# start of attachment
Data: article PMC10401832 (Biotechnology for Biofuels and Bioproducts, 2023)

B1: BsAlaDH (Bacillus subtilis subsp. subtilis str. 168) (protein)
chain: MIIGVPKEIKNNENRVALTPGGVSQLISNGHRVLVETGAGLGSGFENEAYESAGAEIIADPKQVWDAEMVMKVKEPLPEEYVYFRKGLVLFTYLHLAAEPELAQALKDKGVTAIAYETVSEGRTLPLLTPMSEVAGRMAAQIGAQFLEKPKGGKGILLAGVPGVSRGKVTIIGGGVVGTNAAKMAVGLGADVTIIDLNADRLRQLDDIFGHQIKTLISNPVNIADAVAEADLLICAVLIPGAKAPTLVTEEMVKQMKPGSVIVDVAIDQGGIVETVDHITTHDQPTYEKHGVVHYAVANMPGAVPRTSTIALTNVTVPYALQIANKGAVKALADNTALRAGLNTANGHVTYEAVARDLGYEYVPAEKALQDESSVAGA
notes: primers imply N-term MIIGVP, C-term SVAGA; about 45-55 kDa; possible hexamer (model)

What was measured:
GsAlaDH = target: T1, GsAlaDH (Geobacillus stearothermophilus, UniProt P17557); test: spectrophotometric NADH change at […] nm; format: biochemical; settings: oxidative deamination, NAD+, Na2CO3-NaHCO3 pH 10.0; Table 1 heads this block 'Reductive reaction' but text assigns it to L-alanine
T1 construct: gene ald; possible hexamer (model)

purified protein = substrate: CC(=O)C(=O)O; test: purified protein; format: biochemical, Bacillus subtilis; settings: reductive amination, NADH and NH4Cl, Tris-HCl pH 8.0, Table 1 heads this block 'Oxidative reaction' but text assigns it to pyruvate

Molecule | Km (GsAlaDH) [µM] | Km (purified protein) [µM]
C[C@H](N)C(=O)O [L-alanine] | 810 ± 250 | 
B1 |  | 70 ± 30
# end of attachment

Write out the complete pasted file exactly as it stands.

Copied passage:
Data: article PMC10401832 (Biotechnology for Biofuels and Bioproducts, 2023)

B1: BsAlaDH (Bacillus subtilis subsp. subtilis str. 168) (protein)
chain: MIIGVPKEIKNNENRVALTPGGVSQLISNGHRVLVETGAGLGSGFENEAYESAGAEIIADPKQVWDAEMVMKVKEPLPEEYVYFRKGLVLFTYLHLAAEPELAQALKDKGVTAIAYETVSEGRTLPLLTPMSEVAGRMAAQIGAQFLEKPKGGKGILLAGVPGVSRGKVTIIGGGVVGTNAAKMAVGLGADVTIIDLNADRLRQLDDIFGHQIKTLISNPVNIADAVAEADLLICAVLIPGAKAPTLVTEEMVKQMKPGSVIVDVAIDQGGIVETVDHITTHDQPTYEKHGVVHYAVANMPGAVPRTSTIALTNVTVPYALQIANKGAVKALADNTALRAGLNTANGHVTYEAVARDLGYEYVPAEKALQDESSVAGA
notes: primers imply N-term MIIGVP, C-term SVAGA; about 45-55 kDa; possible hexamer (model)

What was measured:
GsAlaDH = target: T1, GsAlaDH (Geobacillus stearothermophilus, UniProt P17557); test: spectrophotometric NADH change at […] nm; format: biochemical; settings: oxidative deamination, NAD+, Na2CO3-NaHCO3 pH 10.0; Table 1 heads this block 'Reductive reaction' but text assigns it to L-alanine
T1 construct: gene ald; possible hexamer (model)

purified protein = substrate: CC(=O)C(=O)O; test: purified protein; format: biochemical, Bacillus subtilis; settings: reductive amination, NADH and NH4Cl, Tris-HCl pH 8.0, Table 1 heads this block 'Oxidative reaction' but text assigns it to pyruvate

Molecule | Km (GsAlaDH) [µM] | Km (purified protein) [µM]
C[C@H](N)C(=O)O [L-alanine] | 810 ± 250 | 
B1 |  | 70 ± 30